Doug Mills: I was born and raised on a working cattle ranch in Price, Utah. In 1989, I moved to British Columbia as a farrier and horse trainer with Lynette and Kyle and Kade. Lynette was pregnant with Kaylee, and Kelcie was not around yet. For the last 20 years I have been working on building my “Training Thru Trust” program and training. During the week I ride and train with my kids and on weekends we are usually off to a rodeo, show or trainers challenge. If not, we are just hanging out at home getting caught up and ready to start the week over. I am so blessed to be able to have all of my kids involved in horses and riding with me every day.

What would your dream holiday be? Lynette: Disneyland, because I’ve wanted to take the kids since they were little, and, I would also like for us to all go to the NFR. Our kids all rodeo and I think they would enjoy it. Doug: A major horse event where my whole family is competing in, on horses that we have raised and trained. What are your future goals? Lynette: My goals are to create a Learning Centre to help many people. I would like to help troubled youth, special needs people and people of all ages to enjoy horses and all animals. I am blessed with a home full of horses, dogs, goats and a lot of great people. I want to share this. Doug: To continue to train trainers to help people around the world to understand and communicate with horses on an extraordinary level.

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Lynette Mills: I was raised in a small town in which I was related to everyone! I have the most amazing parents possible. I moved to Canada when I was 22 and I had never left my family. Doug’s parents and his brother were here and that was a blessing. Canada has been good to me. We have always lived in Kamloops. I have worked in the trail riding business since I came. Doug’s parents built the trail riding business and I worked for them quite a bit. The kids all started working on the trail rides at a young age. We bought the business 5 years ago and it works perfect with the training business and our family. I thank the good Lord every day! • 35

Cariboo Chatter

By Mark McMillan

Radio with pictures? Radio with video? Yeah right you might say … but it’s true. The Spirit of the West radio show is now produced in Windows Media Video Spirit of the West – Hugh and as Hugh and Billie McLennan. builds the Photo by Jerry Stainer show he adds photos of the guest speakers and the different events as they are talked about. It’s great to be able to put a face to a name or to a song. The best part in our eyes is the horse training fi le. It’s always been a great part of the show, with new horse training tips every week, but now you can watch the horse training fi le in video! It’s as easy to watch as it was to listen – just head on over to Hugh’s website: www.Hugh-McLennan. com and click on the link that says: the Spirit of the West.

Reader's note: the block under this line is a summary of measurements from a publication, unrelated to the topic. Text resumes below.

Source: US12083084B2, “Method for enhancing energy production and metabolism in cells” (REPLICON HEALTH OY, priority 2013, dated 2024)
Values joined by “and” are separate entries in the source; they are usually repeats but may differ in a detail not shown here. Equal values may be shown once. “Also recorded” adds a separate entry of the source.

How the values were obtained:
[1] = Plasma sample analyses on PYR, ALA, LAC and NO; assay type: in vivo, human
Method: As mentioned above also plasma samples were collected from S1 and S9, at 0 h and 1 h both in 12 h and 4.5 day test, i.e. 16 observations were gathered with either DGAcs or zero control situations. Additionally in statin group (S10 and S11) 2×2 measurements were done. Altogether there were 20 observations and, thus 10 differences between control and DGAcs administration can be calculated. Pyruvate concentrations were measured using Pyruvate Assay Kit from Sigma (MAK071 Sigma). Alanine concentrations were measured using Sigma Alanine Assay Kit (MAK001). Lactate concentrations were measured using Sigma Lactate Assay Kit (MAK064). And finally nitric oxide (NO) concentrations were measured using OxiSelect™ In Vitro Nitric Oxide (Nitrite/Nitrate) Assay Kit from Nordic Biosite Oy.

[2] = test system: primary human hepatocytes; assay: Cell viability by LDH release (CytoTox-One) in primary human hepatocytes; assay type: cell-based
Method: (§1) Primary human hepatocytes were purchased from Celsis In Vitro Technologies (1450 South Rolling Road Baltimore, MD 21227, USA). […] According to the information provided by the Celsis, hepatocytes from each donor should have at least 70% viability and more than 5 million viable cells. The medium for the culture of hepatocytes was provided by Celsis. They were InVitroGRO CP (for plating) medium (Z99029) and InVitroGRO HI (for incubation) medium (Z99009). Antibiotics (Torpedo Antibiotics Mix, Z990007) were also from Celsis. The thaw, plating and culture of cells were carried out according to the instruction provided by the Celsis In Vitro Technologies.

Mike Puhallo named Cowboy Poet of the Year by the AWA The Academy of Western Artists has chosen the recipients for its 2009 Will Rogers Awards and has named Mike Puhallo as 2009 AWA Award – Mike Puhallo. Cowboy Poet Photo by Jerry Stainer of the Year. In September Mike will head down to the Granville Theater in Garland, TX, for the 14th Annual Academy of Western Artists Will Rogers Awards. Congratulations Mike!

36 • Saddle Up • August 2009

Green Lake Gymkhana The August Green Lake Gymkhana was once again a huge success – well attended by both spectators and horse and riders. It was Saturday, August 8, and the weather was just about perfect – not too hot, not too cold and no rain. Here

Musical tires is one of the favourites at the Green Lake Gymkhana.

Punky Mulvahill rounds a barrel at the Green Lake Gymkhana.

are the combined results for the day. PeeWee – Jordan Jansen from 100 Mile was high score and Kaily Dube from Clinton was runner up. Junior – Kaylee Billyboy from 150 Mile took first and Louisa Dangela was runner up. Intermediate – Terris Billyboy from 150 Mile was first and Punky Mulvahill from Williams Lake was runner up. Senior – Marisa Peter from Bridge Lake won the blue ribbon and Mandy Pincott from 100 Mile followed as runner up. The overall results from July and August combined were as follows:

Cariboo Country Night – Gordie West. Photo by Jerry Stainer

PeeWee – Kaily Dube from Clinton was high score and Jordan Jansen from 100 Mile was runner up. Junior – Kaylee Billyboy from 150 Mile took first and Savannah O’Connor from Pritchard was runner up. Intermediate – Punky Mulvahill from Williams Lake was first and Terris Billyboy from 150 Mile was runner up. Senior – Marisa Peter from Bridge Lake won the blue ribbon and Mandy Pincott from 100 Mile followed as runner up. Entries came from far and wide this month with a lot of the normal faces but a lot of new faces, too. We saw riders come from Pritchard, Williams Lake, Aldergrove, Forest Grove, 150 Mile, Vancouver, Delta, Lumby, Heffly Creek, Clinton, Bridge Lake, 100 Mile and even Germany.

Cowboy Concert, BBQ and Dance Mike Puhallo just agreed to be part of the entertainment lineup this year at the 10th Annual Cariboo Country Night at Watch Lake on Saturday, Sept. 12. Those that know Mike from the Kamloops Cowboy Festival will also know Gordie West, who will be singing some of those good old country favourites throughout the night. Ernie Doyle is a local boy and will be back by popular demand – he’s definitely a crowd favourite and his big boomin’ voice is perfect for songs like Good Hearted Women, Lucille, and so many more – it also makes the sound guy pay attention. At 5 p.m. things kick off with cowboy/country entertainment followed by a steak off the BBQ with all the trimmings at 6:30. There’s more entertainment after dinner, some of the

Cariboo Chatter, cont’d tables are cleared out of the room and the dance starts about 8:30. There are details about this area fundraiser at www.